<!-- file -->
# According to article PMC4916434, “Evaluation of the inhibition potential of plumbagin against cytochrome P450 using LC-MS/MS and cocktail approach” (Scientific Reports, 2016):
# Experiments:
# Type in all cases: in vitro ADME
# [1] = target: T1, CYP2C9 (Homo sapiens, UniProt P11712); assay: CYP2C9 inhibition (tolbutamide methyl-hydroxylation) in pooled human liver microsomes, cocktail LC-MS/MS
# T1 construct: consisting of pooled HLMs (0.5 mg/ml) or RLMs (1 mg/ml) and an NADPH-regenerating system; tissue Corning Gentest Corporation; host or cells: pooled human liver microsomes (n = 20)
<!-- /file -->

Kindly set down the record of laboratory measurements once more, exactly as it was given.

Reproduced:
# According to article PMC4916434, “Evaluation of the inhibition potential of plumbagin against cytochrome P450 using LC-MS/MS and cocktail approach” (Scientific Reports, 2016):
# Experiments:
# Type in all cases: in vitro ADME
# [1] = target: T1, CYP2C9 (Homo sapiens, UniProt P11712); assay: CYP2C9 inhibition (tolbutamide methyl-hydroxylation) in pooled human liver microsomes, cocktail LC-MS/MS
# T1 construct: consisting of pooled HLMs (0.5 mg/ml) or RLMs (1 mg/ml) and an NADPH-regenerating system; tissue Corning Gentest Corporation; host or cells: pooled human liver microsomes (n = 20)